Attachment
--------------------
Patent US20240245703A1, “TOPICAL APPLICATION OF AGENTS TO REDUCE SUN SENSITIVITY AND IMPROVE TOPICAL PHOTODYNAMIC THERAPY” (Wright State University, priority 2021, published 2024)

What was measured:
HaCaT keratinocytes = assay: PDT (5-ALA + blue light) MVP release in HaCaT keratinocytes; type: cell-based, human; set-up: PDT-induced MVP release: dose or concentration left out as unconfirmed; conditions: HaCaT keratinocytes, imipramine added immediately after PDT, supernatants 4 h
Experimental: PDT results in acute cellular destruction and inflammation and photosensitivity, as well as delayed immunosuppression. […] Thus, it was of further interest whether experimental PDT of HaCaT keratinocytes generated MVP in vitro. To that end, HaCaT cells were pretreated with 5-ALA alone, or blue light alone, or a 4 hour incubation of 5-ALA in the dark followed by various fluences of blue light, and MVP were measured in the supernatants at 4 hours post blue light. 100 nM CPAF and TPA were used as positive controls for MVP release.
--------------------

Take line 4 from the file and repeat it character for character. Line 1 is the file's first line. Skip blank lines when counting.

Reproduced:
Experimental: PDT results in acute cellular destruction and inflammation and photosensitivity, as well as delayed immunosuppression. […] Thus, it was of further interest whether experimental PDT of HaCaT keratinocytes generated MVP in vitro. To that end, HaCaT cells were pretreated with 5-ALA alone, or blue light alone, or a 4 hour incubation of 5-ALA in the dark followed by various fluences of blue light, and MVP were measured in the supernatants at 4 hours post blue light. 100 nM CPAF and TPA were used as positive controls for MVP release.